For those of us who virtually grew up with Airfix, we will no doubt remember the weekly thrill of running to the local model shop on Saturday morning, with pocket money in hand and probably having enough money to buy a Series 1 bagged kit – thankfully, there were plenty to choose from. In those carefree days of our youth, there was no time for standing on ceremony and by teatime on the same day, when your parents finally made you clear the newspaper from the dining room table so you could all sit down to eat, your latest modelling masterpiece was invariably finished. Now, you just had to deal with the disappointment of knowing you would have to wait a full week before you could get your next kit.
In the current Airfix kit range, there are some superb models which still fill this important ‘Pocket money model’ role, even if the 49p price point of 1973 has now increased to £6.99 - most would argue that this still falls well within the region of an average current pocket money figure. Undoubtedly, the current pocket money models are of a much better standard, with better presentation, better decals and much more accurate tooling than the kits from 1973 and whilst still serving as a great project for modellers of all abilities, they remain an ideal kit to introduce anyone to the many creative joys of modelling. A couple of blog editions ago, we featured our magnificent 1/72nd scale Curtiss P-40B Warhawk kit (A01003B) which is scheduled for imminent release and we are delighted to inform our readers that we have news of yet another Airfix £6.99 classic, this time a Battle of France Hawker Hurricane Mk.I.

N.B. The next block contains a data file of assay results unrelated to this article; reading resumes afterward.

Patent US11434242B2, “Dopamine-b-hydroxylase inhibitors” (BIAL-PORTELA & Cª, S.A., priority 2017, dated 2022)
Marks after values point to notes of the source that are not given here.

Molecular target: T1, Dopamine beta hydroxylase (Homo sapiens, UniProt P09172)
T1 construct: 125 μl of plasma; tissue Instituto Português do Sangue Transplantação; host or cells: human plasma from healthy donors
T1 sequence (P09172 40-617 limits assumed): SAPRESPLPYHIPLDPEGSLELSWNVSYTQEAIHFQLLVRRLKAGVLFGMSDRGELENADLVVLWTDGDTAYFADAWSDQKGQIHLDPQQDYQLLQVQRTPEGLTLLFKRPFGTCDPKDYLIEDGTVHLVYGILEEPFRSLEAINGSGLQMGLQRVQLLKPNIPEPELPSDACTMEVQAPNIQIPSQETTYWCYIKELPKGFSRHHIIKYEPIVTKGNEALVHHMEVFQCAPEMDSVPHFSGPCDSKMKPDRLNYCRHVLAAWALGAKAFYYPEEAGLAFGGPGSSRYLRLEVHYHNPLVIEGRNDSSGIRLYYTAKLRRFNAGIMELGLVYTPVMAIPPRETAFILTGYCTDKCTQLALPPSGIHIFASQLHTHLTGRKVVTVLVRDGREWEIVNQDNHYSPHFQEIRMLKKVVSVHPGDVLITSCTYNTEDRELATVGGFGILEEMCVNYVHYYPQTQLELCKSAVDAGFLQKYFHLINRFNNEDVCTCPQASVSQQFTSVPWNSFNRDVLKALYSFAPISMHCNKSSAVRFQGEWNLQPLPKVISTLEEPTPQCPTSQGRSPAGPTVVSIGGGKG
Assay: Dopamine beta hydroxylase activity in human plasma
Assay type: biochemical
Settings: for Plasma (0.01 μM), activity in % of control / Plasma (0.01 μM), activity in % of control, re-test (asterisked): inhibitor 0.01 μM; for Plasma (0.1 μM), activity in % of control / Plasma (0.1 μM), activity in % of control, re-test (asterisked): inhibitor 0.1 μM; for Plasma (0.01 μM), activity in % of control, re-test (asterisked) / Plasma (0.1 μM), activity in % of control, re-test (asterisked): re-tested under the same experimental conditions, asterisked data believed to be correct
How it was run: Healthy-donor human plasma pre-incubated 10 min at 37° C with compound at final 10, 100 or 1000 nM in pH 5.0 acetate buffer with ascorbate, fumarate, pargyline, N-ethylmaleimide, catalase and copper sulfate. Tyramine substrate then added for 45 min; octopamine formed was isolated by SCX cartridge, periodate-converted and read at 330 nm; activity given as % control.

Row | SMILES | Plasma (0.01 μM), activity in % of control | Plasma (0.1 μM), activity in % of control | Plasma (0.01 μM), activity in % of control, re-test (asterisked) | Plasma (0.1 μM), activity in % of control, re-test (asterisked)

A01010A – Hawker Hurricane Mk.I L1679 JX-G, Pilot Officer P.H.M Richey, RAF No.1 Squadron, 67 Wing, Berry-au-Bac, Northern France, Spring 1940.
Pilot officer Paul Richey was one of the young RAF pilots sent to France following the declaration of war in September 1940, flying his RAF No.1 Squadron Hawker Hurricane Mk.I from his base at Tangmere to an new base at Berry-au-Bac on Friday 8th September. This redeployment was the result of a long standing agreement between Britain and France that in the event of war, RAF strike aircraft would be sent to France as an Advanced Air Striking Force and positioned as a significant deterrent to any potential future German aggression. Large numbers of Fairey Battle light bombers and Westland Lysander Army Cooperation aircraft were sent to France, which were supported by 4 Squadrons of Hawker Hurricane fighters.
The move was intended to prevent a further escalation of hostilities by basing the aircraft within striking distance of targets inside German territory, however, military planners decided against such offensive actions for fear of provoking Germany into a military response. As a consequence of this decision, when war eventually came, RAF airmen based in France were forced to face the full fury of Blitzkrieg and the most modern, supremely confident air force the world had ever seen.
Arriving in France on 8th September 1940, the Hurricanes of Nos 1, 73, 85 and 87 Squadrons were sent in advance of much of the ground force contingent (and indeed their own airfield support), so the aircraft could fly defensive patrols over the ports as the fully laden ships were being unloaded. What followed next was a strange period of uneasy international tension which became known as the ‘Phoney War’, several months were flight operations consisted mainly of reconnaissance and training sorties. It was, however, during this period that Pilot Officer Richey and his Hurricane fighter would have their first taste of aerial combat – during a patrol on 29th March 1940, he managed to shoot down a Messerschmitt Bf 109 fighter after a short dogfight. He was off the mark.